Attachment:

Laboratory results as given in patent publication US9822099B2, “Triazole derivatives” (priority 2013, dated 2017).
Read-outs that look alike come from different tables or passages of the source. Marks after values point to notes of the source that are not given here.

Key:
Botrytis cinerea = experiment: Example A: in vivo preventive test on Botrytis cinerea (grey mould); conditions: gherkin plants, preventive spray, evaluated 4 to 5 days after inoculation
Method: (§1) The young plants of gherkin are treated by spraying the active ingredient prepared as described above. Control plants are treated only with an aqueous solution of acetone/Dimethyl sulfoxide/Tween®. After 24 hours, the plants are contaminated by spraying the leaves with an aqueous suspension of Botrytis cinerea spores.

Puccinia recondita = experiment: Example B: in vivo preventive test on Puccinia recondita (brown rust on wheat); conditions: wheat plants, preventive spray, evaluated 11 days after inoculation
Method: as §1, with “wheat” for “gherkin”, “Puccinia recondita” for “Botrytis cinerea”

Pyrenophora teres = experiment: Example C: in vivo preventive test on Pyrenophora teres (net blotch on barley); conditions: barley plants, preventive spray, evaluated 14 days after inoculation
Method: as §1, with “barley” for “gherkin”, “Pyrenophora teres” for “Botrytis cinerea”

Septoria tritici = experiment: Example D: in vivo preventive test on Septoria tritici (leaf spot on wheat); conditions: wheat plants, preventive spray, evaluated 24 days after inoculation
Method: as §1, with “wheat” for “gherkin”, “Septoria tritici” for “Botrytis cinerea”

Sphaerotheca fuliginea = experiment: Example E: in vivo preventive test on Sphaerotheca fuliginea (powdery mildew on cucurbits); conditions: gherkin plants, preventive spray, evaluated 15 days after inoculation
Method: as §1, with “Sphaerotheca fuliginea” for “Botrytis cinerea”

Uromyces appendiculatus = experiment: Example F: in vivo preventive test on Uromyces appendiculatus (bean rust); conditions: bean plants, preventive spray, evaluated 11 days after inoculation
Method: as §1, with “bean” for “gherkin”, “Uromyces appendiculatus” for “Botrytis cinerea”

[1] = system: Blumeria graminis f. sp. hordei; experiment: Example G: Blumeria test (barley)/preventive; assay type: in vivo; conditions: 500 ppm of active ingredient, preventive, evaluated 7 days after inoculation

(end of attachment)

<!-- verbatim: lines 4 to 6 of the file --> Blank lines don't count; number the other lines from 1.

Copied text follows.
Botrytis cinerea = experiment: Example A: in vivo preventive test on Botrytis cinerea (grey mould); conditions: gherkin plants, preventive spray, evaluated 4 to 5 days after inoculation
Method: (§1) The young plants of gherkin are treated by spraying the active ingredient prepared as described above. Control plants are treated only with an aqueous solution of acetone/Dimethyl sulfoxide/Tween®. After 24 hours, the plants are contaminated by spraying the leaves with an aqueous suspension of Botrytis cinerea spores.

Puccinia recondita = experiment: Example B: in vivo preventive test on Puccinia recondita (brown rust on wheat); conditions: wheat plants, preventive spray, evaluated 11 days after inoculation